Daily update: US solar giant quits Australia due to policy uncertainty

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Daily update: US solar giant quits Australia due to policy uncertainty


Renew Economy editor@reneweconomy.com.au via mail68.atl51.rsgsv.net

2:34 PM (50 minutes ago)

to me
US solar giant quits Australia due to policy uncertainty; Shoalhaven seeks $200k for community owned solar project; Infigen revenues down 18%; Ceramic fuel cells sales jump 43%; Death spiral? Energy utilities should check out the food industry; Next frontier for solar markets beyond the grid – big data; Rio Tinto puts thermal coal in ‘too hard’ basket; Can decentralised energy make US power grid blackout-proof?; Bleak future for nuclear power; and Wind power in Denmark half price of coal and gas.
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RenewEconomy Daily News
The Parkinson Report
US solar giant Recurrent Energy is closing its Australian office because of policy uncertainty over renewables. It could be the start of a mass exodus of international players frustrated by the lack of action, Direct or otherwise, from the Abbott government.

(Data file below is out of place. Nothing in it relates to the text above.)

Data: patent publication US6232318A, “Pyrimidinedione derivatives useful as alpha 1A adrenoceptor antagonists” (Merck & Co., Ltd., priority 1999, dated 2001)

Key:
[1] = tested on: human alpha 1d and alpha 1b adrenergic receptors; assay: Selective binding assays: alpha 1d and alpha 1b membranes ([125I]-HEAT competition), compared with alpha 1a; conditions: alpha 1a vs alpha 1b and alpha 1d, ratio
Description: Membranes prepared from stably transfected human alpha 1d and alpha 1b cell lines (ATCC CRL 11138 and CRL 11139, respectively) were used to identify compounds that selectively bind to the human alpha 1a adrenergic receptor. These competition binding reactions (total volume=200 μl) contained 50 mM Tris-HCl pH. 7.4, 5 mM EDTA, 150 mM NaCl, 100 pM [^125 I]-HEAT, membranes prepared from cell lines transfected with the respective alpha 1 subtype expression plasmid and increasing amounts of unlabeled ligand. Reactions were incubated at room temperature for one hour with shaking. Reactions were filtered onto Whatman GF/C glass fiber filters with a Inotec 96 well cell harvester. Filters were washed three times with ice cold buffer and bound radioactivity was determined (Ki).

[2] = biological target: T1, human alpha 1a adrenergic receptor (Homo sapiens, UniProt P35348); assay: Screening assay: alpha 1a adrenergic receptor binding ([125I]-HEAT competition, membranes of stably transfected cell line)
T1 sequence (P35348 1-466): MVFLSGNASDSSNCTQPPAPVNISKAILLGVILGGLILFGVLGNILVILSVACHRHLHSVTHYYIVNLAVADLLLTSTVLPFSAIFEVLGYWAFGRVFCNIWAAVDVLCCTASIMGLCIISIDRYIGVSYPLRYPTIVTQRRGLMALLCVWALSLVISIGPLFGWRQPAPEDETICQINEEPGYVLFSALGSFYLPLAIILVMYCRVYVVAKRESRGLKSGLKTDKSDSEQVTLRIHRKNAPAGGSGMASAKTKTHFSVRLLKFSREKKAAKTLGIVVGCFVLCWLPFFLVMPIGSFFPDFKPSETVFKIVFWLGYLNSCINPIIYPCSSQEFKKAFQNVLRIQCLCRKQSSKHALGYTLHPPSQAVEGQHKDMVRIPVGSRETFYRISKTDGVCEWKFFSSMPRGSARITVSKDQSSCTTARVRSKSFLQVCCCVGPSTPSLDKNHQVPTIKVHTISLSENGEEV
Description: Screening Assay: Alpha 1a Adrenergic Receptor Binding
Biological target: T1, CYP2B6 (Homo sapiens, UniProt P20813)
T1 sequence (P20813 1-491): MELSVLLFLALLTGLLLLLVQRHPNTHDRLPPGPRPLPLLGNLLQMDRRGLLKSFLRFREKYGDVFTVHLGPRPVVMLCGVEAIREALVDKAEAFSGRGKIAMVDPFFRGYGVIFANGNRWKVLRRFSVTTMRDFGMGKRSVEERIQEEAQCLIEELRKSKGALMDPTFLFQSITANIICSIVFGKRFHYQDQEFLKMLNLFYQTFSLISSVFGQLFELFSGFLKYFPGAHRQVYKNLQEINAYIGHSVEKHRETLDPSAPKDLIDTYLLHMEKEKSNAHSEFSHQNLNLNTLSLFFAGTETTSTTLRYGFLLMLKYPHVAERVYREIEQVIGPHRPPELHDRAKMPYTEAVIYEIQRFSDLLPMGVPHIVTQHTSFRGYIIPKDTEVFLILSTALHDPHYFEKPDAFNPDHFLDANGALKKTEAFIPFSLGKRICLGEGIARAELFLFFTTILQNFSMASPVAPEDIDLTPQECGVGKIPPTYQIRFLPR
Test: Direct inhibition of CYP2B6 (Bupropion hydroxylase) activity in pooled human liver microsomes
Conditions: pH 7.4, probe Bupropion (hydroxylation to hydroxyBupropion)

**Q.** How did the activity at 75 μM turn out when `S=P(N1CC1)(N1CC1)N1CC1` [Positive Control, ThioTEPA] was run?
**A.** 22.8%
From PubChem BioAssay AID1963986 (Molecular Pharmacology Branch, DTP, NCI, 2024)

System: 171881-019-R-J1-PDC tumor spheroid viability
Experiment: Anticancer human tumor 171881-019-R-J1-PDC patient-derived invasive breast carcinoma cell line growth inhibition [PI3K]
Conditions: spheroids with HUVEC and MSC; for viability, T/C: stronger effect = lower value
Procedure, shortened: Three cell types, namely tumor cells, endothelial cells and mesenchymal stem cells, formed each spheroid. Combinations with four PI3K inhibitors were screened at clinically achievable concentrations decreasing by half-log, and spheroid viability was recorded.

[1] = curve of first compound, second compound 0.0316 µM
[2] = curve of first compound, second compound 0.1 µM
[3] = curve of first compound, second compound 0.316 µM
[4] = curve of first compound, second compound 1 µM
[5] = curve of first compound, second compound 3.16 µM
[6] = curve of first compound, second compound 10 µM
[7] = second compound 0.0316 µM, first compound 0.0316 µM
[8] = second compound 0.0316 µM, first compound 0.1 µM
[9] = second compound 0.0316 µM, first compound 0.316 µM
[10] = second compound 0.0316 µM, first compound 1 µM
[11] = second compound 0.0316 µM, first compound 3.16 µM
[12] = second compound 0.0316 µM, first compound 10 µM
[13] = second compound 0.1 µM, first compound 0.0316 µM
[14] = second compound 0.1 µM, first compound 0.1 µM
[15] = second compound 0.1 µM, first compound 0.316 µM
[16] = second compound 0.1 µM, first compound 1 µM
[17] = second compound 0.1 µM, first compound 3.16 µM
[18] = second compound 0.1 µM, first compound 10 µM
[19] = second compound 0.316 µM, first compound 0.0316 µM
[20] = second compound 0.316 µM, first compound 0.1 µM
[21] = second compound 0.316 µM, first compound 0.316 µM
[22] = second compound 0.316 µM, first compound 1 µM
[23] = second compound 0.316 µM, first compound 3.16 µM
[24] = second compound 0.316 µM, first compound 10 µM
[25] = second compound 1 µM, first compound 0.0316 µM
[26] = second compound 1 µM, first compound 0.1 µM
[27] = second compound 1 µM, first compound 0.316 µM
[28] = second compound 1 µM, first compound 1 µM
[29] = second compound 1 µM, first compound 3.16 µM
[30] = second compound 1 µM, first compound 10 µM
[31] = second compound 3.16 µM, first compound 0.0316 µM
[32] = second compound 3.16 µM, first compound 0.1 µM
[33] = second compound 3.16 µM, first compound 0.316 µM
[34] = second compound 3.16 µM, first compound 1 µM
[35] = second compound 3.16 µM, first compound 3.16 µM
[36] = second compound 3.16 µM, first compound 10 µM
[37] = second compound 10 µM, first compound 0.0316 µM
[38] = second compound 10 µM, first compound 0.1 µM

Shoalhaven community energy group offers 6.5% return for investors in 99kW solar system at NSW bowling club to begin installation next week.
Infigen Energy suffers sharp fall in 4th quarter revenue, due to slump in wholesale prices and RET certificate prices.
Ceramic Fuel Cells reveals 43% increase in sales for year ended June 30, warns it will need even higher unit sales to sustain the business.
How does a supermarket deal with the grow-your-own revolution? Not like Australia’s power utilities, or we would see another industry death spiral.
Big data is paving way for mobile money, PAYG finance, and distributed solar being made accessible to rural poor of developing countries.
Rio Tinto is grabbing headlines after crystallising massive losses from its Mozambique coal disaster. But the real significance is the difference between what big miners say about coal, and what they do about it.
Decentralizing the grid through distributed energy resources could be the best way to improving the grid’s reliability and resilience.
World Nuclear Industry Status Report concludes nuclear industry is aging, plagued with high costs and construction delays, and generally on the decline.
Onshore wind power will be cheapest form of new electricity when new turbines become operational in 2016 in Denmark.

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